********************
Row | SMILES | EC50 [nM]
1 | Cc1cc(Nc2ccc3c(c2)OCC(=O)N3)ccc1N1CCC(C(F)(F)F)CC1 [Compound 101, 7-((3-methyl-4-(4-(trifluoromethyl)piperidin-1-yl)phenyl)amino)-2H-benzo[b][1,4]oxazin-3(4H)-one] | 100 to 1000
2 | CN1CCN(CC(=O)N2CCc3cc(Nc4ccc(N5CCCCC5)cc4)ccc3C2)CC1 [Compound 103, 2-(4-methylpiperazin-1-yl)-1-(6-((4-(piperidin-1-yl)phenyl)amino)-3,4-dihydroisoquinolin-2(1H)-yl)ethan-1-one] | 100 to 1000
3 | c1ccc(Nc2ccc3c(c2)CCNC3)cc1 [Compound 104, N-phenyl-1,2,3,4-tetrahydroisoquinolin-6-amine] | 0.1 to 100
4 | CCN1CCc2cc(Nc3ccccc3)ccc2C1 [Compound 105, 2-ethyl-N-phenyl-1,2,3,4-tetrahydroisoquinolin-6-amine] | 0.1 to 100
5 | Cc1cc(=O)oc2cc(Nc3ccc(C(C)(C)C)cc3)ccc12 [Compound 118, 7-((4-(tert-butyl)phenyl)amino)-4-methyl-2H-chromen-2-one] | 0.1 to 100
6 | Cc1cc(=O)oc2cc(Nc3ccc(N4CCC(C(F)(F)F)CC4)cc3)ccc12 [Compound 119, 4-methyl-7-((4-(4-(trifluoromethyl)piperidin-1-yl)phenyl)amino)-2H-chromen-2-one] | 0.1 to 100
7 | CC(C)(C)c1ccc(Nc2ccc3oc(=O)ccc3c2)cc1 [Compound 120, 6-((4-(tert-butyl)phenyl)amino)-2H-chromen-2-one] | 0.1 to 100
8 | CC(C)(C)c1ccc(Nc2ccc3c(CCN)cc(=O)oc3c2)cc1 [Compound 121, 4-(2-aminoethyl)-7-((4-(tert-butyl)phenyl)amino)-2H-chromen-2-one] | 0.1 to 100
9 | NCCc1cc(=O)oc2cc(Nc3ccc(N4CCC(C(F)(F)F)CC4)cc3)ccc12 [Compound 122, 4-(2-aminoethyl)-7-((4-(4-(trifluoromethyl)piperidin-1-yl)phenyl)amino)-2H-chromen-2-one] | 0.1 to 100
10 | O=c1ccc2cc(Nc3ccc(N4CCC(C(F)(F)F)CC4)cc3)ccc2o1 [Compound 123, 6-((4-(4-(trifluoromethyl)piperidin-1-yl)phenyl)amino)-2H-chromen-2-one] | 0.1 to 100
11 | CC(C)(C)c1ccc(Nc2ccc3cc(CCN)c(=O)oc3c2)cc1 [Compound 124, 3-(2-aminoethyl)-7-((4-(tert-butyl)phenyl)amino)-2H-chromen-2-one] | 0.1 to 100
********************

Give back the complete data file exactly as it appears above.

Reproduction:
Row | SMILES | EC50 [nM]
1 | Cc1cc(Nc2ccc3c(c2)OCC(=O)N3)ccc1N1CCC(C(F)(F)F)CC1 [Compound 101, 7-((3-methyl-4-(4-(trifluoromethyl)piperidin-1-yl)phenyl)amino)-2H-benzo[b][1,4]oxazin-3(4H)-one] | 100 to 1000
2 | CN1CCN(CC(=O)N2CCc3cc(Nc4ccc(N5CCCCC5)cc4)ccc3C2)CC1 [Compound 103, 2-(4-methylpiperazin-1-yl)-1-(6-((4-(piperidin-1-yl)phenyl)amino)-3,4-dihydroisoquinolin-2(1H)-yl)ethan-1-one] | 100 to 1000
3 | c1ccc(Nc2ccc3c(c2)CCNC3)cc1 [Compound 104, N-phenyl-1,2,3,4-tetrahydroisoquinolin-6-amine] | 0.1 to 100
4 | CCN1CCc2cc(Nc3ccccc3)ccc2C1 [Compound 105, 2-ethyl-N-phenyl-1,2,3,4-tetrahydroisoquinolin-6-amine] | 0.1 to 100
5 | Cc1cc(=O)oc2cc(Nc3ccc(C(C)(C)C)cc3)ccc12 [Compound 118, 7-((4-(tert-butyl)phenyl)amino)-4-methyl-2H-chromen-2-one] | 0.1 to 100
6 | Cc1cc(=O)oc2cc(Nc3ccc(N4CCC(C(F)(F)F)CC4)cc3)ccc12 [Compound 119, 4-methyl-7-((4-(4-(trifluoromethyl)piperidin-1-yl)phenyl)amino)-2H-chromen-2-one] | 0.1 to 100
7 | CC(C)(C)c1ccc(Nc2ccc3oc(=O)ccc3c2)cc1 [Compound 120, 6-((4-(tert-butyl)phenyl)amino)-2H-chromen-2-one] | 0.1 to 100
8 | CC(C)(C)c1ccc(Nc2ccc3c(CCN)cc(=O)oc3c2)cc1 [Compound 121, 4-(2-aminoethyl)-7-((4-(tert-butyl)phenyl)amino)-2H-chromen-2-one] | 0.1 to 100
9 | NCCc1cc(=O)oc2cc(Nc3ccc(N4CCC(C(F)(F)F)CC4)cc3)ccc12 [Compound 122, 4-(2-aminoethyl)-7-((4-(4-(trifluoromethyl)piperidin-1-yl)phenyl)amino)-2H-chromen-2-one] | 0.1 to 100
10 | O=c1ccc2cc(Nc3ccc(N4CCC(C(F)(F)F)CC4)cc3)ccc2o1 [Compound 123, 6-((4-(4-(trifluoromethyl)piperidin-1-yl)phenyl)amino)-2H-chromen-2-one] | 0.1 to 100
11 | CC(C)(C)c1ccc(Nc2ccc3cc(CCN)c(=O)oc3c2)cc1 [Compound 124, 3-(2-aminoethyl)-7-((4-(tert-butyl)phenyl)amino)-2H-chromen-2-one] | 0.1 to 100